A focused strategy is applied when the archaeological objective is to detect features that can be characterized by their physical properties, i.e. cavities, burnt areas, ditches or pits, metals or hydrologic processes.

The archaeological site of Ullastret (Catalonia, Spain) is a well-known urban, fortified settlement (oppidum) of the Iberian period. One of the archaeological sites (ULL-166) was located after a low-flight photographic reconaissance operation that spotted a group of circular anomalies in the vegetation. These were identified and interpreted as storage pits (Plana-Mallart and Prado 2012). After their use, the storage pits were usually filled with surface sediments and waste materials (ashes, pottery, food wastes). These fillings are rich in archaeological information and represent an important target in archaeological research. Furthermore, the fillings are in general, more magnetic than the media in which they were placed, which makes the magnetic survey an ideal tool to local them. The objective of this case study was to complement the information derived from the aerial photographs with a geophysical survey and to describe the concentration of late Iron Age storage pits.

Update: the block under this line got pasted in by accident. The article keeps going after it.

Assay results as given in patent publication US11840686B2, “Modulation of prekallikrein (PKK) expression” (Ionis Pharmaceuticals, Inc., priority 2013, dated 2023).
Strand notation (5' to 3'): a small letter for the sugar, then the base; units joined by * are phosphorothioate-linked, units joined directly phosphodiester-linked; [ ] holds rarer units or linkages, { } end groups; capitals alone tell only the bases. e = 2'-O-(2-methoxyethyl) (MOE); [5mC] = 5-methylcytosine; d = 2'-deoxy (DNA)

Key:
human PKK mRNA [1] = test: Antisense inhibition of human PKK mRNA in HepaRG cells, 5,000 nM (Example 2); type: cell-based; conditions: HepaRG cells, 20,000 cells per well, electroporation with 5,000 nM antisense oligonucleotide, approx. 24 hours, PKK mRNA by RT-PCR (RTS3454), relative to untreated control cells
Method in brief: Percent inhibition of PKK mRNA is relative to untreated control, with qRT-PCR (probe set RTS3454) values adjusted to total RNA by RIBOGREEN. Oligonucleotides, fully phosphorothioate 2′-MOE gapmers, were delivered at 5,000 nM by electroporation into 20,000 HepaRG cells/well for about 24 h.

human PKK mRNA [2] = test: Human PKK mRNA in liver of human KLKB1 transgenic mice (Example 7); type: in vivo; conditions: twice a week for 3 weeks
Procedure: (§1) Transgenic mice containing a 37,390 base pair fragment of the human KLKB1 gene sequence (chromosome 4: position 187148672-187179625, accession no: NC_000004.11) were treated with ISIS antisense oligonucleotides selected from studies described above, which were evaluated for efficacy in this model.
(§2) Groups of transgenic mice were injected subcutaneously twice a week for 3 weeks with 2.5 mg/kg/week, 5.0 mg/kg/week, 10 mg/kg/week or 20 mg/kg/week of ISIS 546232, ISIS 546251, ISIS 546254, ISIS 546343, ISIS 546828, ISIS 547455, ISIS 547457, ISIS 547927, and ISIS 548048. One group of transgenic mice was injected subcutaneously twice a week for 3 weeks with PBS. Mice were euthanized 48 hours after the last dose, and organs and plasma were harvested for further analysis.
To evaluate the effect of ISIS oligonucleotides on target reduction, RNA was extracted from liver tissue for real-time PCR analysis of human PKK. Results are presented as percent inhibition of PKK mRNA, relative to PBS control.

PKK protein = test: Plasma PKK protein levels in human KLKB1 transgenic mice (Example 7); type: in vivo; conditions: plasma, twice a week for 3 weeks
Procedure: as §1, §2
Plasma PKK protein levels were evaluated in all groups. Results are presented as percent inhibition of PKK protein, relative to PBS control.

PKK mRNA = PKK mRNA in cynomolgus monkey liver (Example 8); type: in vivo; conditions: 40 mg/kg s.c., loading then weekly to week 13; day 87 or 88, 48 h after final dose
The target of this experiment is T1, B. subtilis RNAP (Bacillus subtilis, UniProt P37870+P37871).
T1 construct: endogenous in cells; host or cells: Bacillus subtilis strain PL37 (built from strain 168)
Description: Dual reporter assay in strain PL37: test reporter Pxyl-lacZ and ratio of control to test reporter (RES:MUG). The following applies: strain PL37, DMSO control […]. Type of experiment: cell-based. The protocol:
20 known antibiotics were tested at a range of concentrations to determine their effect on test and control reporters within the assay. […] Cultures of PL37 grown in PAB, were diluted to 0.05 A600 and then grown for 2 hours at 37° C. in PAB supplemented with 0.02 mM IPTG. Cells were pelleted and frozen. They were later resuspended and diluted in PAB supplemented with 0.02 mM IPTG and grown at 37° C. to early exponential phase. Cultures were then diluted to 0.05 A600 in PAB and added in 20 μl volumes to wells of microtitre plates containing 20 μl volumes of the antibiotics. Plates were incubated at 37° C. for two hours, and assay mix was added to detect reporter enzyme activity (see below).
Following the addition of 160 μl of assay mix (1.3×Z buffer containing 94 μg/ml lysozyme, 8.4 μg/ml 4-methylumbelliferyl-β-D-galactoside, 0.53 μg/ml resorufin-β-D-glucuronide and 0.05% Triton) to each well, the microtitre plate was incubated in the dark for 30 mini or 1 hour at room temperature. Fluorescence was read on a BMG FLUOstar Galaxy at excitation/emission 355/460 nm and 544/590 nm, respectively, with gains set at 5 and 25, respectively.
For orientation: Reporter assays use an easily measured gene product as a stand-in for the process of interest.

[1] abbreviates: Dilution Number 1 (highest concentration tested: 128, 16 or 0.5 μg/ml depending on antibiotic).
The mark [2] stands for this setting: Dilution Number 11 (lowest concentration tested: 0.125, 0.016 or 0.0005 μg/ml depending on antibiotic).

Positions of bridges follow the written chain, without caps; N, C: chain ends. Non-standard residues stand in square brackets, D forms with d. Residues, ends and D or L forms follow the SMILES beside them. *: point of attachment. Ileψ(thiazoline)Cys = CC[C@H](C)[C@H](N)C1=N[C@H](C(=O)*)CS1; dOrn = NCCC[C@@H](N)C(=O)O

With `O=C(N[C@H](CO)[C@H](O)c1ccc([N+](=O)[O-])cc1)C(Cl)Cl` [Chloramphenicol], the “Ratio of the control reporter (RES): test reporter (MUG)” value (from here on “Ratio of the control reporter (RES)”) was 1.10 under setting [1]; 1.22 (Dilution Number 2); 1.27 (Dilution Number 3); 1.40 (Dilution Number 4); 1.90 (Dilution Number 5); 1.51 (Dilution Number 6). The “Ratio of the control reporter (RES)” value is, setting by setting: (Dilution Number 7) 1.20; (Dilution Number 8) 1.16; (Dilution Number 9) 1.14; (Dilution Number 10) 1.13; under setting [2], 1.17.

The results of the magnetic survey are presented in Figure 2. Three groups of positive circular features were identified, resulting in a total of 50 features, most of which could be associated with storage pits. The intensity and geometry of these features show some variations, which could be related to different preservation states or to different dimensions and depths of the pits. The magnetic survey also detected other features that added interest to the site. Two groups of high-contrast focal anomalies were identified in the northern part of the survey area. They showed high-magnetic values with a negative peak north and a positive peak south. Such features are often associated with thermal alteration, so the interpretation is that of possible ancient kilns. At the eastern limit of the survey area, there are two linear anomalies of weaker positive values and two other extensive anomalies. These latter anomalies were interpreted as two small ditches, possibly related to building remains.